The Defining Financial Question Of Millennials: Do You Want To Live Comfortably Now, Or In The Future?

By Kelly Ann Smith
Bankrate.com

WWR Article Summary (tl;dr) Only one-third of millennials currently have money saved for retirement, according to a report from the National Institute on Retirement Security. Of that one-third, they have a median amount of about $19,100 saved.

Bankrate.com

Millennials are faced with the internal conflict almost every day: live comfortably now, or later?

Thanks to $1.5 trillion in student loan debt, rapidly increasing health care costs and high living costs, scraping by now often can be prioritized over worrying about retiring on a beach later.

Regardless, millennials are doing a good job at prioritizing retirement savings more than other generations. But most, including millennials themselves, believe their efforts still won’t be enough.

Current savings habits of millennials show bleak financial futures

Experts say saving 15 percent of your income should lead to comfortable retirement. Millennials are struggling to hit that target.

Only one-third of millennials currently have money saved for retirement, according to a report from the National Institute on Retirement Security. Of that one-third, they have a median amount of about $19,100 saved.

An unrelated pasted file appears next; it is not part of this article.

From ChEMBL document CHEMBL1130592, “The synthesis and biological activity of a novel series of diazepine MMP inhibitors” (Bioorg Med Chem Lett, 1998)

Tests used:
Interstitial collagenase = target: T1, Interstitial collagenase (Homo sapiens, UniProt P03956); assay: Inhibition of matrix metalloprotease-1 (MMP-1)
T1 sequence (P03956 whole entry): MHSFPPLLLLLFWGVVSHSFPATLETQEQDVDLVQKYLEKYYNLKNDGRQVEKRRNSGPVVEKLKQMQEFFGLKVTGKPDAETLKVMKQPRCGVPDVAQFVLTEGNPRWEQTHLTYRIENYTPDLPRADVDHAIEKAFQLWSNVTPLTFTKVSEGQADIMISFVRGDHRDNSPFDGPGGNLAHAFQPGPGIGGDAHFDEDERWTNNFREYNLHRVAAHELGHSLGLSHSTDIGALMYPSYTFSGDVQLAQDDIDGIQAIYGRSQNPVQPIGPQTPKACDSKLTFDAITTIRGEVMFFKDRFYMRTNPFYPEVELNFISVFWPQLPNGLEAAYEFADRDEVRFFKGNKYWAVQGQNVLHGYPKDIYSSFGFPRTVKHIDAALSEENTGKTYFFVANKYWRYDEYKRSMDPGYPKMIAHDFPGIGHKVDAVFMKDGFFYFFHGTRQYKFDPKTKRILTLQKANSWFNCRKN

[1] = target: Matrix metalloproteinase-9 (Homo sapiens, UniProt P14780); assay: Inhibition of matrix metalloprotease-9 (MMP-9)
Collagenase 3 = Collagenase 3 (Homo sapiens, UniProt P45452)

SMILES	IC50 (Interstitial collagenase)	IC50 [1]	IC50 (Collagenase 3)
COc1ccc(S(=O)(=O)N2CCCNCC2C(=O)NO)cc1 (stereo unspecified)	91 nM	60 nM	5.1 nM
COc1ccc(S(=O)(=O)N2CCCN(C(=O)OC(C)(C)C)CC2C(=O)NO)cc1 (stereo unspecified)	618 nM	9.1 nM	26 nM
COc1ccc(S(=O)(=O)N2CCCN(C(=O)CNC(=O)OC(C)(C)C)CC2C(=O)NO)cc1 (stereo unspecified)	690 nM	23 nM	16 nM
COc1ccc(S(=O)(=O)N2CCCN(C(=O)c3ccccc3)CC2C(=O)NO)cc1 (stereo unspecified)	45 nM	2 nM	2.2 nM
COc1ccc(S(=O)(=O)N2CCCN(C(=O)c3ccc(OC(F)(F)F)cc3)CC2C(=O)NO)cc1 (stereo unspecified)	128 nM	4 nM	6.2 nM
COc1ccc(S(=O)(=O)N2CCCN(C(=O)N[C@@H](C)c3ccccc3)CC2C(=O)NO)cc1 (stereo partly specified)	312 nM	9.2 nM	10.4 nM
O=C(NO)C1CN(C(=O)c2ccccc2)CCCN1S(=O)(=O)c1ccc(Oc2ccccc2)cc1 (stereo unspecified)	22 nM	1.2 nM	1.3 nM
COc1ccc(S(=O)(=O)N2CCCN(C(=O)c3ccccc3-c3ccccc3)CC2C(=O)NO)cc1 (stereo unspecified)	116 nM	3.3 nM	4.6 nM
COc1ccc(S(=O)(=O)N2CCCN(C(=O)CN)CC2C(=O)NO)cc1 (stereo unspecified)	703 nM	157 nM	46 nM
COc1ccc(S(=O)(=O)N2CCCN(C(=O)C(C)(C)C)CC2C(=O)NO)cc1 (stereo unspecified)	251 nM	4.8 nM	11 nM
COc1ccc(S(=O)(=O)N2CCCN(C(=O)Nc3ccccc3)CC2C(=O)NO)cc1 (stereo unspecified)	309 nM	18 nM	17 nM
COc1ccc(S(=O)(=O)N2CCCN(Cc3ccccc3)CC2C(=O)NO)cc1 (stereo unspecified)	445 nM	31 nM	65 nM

For older millennials, those values aren’t ideal. There might still be time for younger ones to ramp up their savings, but affordability is a giant barrier.

For Susan Stalte, a 26-year-old health care professional in Pennsylvania, her retirement savings are a work in progress. Each month, she puts $150 into a Roth IRA; it’s a number she admits “doesn’t feel like enough” but hopes to increase over time. She currently has about $2,500 saved.

However, Stalte says she’s often told that even having $1 million for retirement won’t suffice.

“It almost feels as if there will never be enough to save in order to retire comfortably,” she says.

Based on Stalte’s current balance and savings habits, and under the assumption that she’d earn a 7 percent annual return and like to retire at 65, Bankrate’s Roth IRA calculator shows that she will have only $392,530 by the time she’s ready to retire.

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